There are two pill forms of EHC available—Levonelle and EllaOne. Levonelle releases a synthetic version of the natural hormone progesterone, and EllaOne contains ulipristal acetate, which stops progesterone working normally. Both work to stop or delay ovulation (the release of an egg from the ovaries).3
Levonelle is most effective if taken within 12 hours, 95% effective within 24 hours, but only 58% effective 72hrs (three days) after unprotected sex. EllaOne, on the other hand, is up to 95% effective for five days. Try not to leave it too late though. If you experience any early vomiting that stops you from absorbing the treatment from your stomach, you’ll need time to take another dose.
While the effectiveness of EHC is high, it is still not as effective as using regular forms of contraception, so it should never be used as a substitute for routine contraception. You should also bear in mind that there are some medicines, including herbal pills, which may interact with and make EHC less effective.
If you do decide to use this form of emergency contraception, you don’t need to worry about deciding which one to ask for. After a quick and easy consultation with the LloydsPharmacy Online Doctor service, our clinicians will suggest the most suitable treatment for you.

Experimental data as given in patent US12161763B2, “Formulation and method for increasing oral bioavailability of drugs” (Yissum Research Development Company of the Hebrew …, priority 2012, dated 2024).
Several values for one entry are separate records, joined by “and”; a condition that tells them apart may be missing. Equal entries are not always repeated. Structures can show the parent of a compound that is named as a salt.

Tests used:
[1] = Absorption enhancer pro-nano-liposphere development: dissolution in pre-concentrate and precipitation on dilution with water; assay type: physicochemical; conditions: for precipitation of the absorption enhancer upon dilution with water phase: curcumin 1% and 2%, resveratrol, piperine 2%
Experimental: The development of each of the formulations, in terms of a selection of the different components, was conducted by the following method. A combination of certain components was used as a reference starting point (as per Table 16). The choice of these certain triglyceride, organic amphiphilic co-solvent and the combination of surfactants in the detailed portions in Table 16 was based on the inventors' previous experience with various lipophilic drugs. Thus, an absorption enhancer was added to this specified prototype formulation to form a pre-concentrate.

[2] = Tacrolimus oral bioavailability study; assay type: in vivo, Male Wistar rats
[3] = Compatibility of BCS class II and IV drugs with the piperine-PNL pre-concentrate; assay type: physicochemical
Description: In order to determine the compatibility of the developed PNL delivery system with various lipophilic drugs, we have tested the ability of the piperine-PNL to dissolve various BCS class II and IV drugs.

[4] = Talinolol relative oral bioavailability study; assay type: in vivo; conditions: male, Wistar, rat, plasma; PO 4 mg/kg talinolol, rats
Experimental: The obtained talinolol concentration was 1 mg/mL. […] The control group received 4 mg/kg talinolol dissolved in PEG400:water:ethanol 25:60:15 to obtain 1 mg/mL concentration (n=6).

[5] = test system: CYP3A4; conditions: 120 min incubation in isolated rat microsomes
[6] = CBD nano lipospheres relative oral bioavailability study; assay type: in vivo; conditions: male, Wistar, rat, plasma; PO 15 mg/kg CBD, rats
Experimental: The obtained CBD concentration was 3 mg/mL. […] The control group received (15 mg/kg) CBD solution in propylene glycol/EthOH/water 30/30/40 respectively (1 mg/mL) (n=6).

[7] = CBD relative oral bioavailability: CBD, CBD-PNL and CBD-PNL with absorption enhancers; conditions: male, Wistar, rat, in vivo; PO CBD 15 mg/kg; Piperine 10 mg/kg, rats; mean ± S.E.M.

Are there any side-effects?
Most women don’t experience any side-effects when they take EHC. However, it is possible that you’ll experience any of the following: irregular menstrual bleeding, headaches, nausea, dizziness, vomiting and, depending on the particular treatment, abdominal pain, tiredness or breast tenderness
Is EHC safe to take?
Whenever you have a consultation with a pharmacist or doctor, including the LloydsPharmacy Online Doctor, you’ll be asked for your medical history. This is to make absolutely certain that it would be safe and effective for you to take the treatment. So rest assured—you’re in very good hands!